5. Exercise

    Much like organizing your life, another good way to keep yourself enthusiastic and healthy is to exercise. It doesn’t take much to get slightly more active, and exercise can help you stay positive. Even a walk around the block a few times a week can do a lot for keeping you motivated and determined. If you take care of yourself, you can make the most of this extra time.

    6. Volunteer

    Volunteering is an excellent way to use extra time when you’re unemployed. Additionally, if you volunteer in an area related to your job qualifications, you can often include the experience on your resume.

    Not only that, doing good is a true mood booster and is sure to help you stay optimistic while looking for your next job.

    7. Increase Your Skills

    Looking for ways to increase your job skills while unemployed is a good way to move forward as well. Look for certifications or training you could take, especially those offered for free.

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    You can qualify more for even entry level positions with extra training in your line of work, and many cities or states offer job skills training. Refreshing your resume, and interview and job skills may make your job hunt easier.

    8. Treat Yourself

    Unemployment can be trying and tiring, so don’t forget to treat yourself occasionally. Take a reasonable amount of time off from your weekly job hunt to recharge and rest up. Letting yourself rest will maximize your productivity during the hours you job search.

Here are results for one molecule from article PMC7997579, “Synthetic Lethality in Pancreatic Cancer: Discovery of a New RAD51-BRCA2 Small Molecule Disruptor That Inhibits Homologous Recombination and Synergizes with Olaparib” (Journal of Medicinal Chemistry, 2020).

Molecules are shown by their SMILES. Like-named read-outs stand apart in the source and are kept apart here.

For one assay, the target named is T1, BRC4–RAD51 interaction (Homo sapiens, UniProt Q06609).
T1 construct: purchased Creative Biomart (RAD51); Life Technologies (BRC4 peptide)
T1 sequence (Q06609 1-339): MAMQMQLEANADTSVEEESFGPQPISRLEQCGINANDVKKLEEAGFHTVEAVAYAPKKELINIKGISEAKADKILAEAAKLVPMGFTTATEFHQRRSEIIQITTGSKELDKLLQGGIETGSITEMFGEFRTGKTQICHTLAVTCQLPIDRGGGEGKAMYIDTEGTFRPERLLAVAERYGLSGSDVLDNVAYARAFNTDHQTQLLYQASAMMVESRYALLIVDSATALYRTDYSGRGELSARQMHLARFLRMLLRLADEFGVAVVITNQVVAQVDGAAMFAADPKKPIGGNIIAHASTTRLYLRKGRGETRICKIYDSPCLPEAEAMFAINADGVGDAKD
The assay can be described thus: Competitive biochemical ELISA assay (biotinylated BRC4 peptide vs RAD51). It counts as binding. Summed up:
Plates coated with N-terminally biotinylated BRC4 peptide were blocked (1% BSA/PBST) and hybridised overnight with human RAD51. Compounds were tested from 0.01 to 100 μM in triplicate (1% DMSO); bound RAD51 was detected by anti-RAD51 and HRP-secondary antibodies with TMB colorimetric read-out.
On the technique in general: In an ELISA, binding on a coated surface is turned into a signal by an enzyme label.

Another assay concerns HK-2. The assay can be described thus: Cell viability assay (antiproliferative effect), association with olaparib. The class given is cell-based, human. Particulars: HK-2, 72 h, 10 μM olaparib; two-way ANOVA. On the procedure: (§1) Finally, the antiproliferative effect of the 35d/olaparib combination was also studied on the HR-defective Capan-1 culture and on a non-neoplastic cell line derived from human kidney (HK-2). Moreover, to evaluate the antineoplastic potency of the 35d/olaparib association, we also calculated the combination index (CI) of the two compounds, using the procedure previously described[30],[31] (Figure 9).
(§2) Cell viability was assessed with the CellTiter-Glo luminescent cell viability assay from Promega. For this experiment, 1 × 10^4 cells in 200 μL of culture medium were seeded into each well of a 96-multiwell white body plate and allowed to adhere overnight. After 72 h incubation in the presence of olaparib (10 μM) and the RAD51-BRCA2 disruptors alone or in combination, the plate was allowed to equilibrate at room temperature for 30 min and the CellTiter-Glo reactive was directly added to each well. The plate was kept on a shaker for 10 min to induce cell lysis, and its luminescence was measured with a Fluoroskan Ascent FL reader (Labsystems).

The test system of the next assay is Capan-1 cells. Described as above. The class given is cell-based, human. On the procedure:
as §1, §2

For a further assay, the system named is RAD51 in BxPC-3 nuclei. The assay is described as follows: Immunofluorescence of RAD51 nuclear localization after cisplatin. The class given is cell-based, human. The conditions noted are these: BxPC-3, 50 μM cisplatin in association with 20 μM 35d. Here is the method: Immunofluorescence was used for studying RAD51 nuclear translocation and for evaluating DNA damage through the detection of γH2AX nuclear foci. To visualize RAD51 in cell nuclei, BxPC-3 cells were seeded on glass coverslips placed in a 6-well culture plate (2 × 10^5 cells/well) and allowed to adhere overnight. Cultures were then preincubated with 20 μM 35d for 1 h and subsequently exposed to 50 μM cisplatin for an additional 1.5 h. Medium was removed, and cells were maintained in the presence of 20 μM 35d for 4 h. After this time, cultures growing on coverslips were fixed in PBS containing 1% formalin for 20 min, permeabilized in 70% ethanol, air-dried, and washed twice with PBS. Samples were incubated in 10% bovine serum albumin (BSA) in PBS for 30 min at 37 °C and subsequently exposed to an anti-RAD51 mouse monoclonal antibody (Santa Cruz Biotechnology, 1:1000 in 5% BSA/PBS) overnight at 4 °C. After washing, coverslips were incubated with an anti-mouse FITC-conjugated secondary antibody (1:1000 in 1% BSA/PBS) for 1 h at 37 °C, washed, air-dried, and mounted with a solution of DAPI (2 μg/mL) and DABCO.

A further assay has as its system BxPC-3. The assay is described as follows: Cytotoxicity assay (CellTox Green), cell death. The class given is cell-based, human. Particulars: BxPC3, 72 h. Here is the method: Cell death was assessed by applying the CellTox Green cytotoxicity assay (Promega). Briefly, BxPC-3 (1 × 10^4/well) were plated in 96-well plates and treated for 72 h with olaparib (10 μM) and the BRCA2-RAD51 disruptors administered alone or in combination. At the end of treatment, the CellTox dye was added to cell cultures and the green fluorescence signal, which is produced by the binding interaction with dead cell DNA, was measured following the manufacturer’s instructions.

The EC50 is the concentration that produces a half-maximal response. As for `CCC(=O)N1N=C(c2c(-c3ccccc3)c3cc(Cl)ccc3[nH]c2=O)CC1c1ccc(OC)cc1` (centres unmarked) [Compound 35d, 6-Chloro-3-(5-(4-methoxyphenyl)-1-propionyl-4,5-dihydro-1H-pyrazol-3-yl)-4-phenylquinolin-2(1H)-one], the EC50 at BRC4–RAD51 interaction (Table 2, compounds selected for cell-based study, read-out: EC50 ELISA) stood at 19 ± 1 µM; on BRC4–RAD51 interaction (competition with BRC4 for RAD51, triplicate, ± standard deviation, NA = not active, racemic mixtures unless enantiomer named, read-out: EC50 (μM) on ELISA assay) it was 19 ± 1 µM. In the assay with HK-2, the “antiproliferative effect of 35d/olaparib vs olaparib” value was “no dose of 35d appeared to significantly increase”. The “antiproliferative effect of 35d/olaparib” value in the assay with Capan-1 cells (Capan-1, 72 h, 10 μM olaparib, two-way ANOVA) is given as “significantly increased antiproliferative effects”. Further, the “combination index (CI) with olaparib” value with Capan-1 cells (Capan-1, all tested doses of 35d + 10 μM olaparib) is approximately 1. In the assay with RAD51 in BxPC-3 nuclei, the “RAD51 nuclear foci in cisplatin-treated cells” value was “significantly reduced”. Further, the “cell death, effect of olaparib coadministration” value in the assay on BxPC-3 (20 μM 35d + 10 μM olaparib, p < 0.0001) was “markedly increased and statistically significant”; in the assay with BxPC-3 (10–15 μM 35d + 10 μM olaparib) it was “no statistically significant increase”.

Even if you don’t have extra money for entertainment, a walk or visit to the park can do wonders to help you go back and attack your job hunt.

    9. See What You Can Sell

    Another good way to bridge the gap between jobs is to sell unused possessions. eBay and Amazon are both secure sites, but traditional garage sales are a fine option too. Sell off a few video games, or some electronics, for some quick and easy cash while you figure out a permanent solution.

    10. Take a Course

    Much like training and certifications, taking a class can be a good way to keep yourself sharp while unemployed. Especially when you’re between jobs, it can be easy to forget this option, as most courses cost money. Don’t forget the mass of free educational tools online.

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    Keeping your brain sharp can help you stay focused and may even help you learn some new, relevant job skills.

    The Bottom Line

    While unemployment numbers are still high, there are many things you can do to better yourself and move forward. While new skills to aid your job hung might seem out of reach, there are plenty of free ways to get ahead, online and off.

    Additionally, don’t forget that taking time for yourself can do wonders for keeping you productive in your job hunt. While it is a challenge, don’t give up–being unemployed can offer you extra time to better yourself, and possibly grow more qualified to find work.

    Featured photo credit: Resume – Glasses/Flazingo Photos via flickr.com